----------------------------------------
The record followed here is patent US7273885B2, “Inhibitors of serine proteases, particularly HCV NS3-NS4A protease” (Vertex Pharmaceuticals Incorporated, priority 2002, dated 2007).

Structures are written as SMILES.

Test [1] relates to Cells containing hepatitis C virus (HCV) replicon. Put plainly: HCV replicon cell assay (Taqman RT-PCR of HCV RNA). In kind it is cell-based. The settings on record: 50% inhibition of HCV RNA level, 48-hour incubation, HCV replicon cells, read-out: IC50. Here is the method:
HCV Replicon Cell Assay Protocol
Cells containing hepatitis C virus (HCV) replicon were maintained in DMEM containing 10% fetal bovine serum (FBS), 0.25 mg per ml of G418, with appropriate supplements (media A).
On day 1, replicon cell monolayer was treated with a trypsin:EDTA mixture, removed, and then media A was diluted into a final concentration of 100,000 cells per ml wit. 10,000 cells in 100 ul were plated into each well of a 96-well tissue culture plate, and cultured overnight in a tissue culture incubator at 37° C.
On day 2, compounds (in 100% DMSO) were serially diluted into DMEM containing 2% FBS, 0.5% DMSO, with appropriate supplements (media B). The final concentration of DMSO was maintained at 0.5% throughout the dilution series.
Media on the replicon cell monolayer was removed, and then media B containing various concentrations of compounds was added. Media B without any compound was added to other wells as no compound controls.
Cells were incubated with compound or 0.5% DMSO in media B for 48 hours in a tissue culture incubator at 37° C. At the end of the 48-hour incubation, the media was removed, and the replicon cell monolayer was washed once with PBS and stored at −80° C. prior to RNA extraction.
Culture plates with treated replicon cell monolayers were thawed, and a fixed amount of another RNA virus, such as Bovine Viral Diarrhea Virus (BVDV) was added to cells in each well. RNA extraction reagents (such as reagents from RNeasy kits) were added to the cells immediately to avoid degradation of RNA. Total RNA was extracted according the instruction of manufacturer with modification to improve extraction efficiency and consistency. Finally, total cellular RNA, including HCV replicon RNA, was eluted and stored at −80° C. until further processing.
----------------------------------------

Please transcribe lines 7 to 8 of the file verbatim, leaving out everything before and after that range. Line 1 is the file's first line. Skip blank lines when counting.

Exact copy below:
On day 2, compounds (in 100% DMSO) were serially diluted into DMEM containing 2% FBS, 0.5% DMSO, with appropriate supplements (media B). The final concentration of DMSO was maintained at 0.5% throughout the dilution series.
Media on the replicon cell monolayer was removed, and then media B containing various concentrations of compounds was added. Media B without any compound was added to other wells as no compound controls.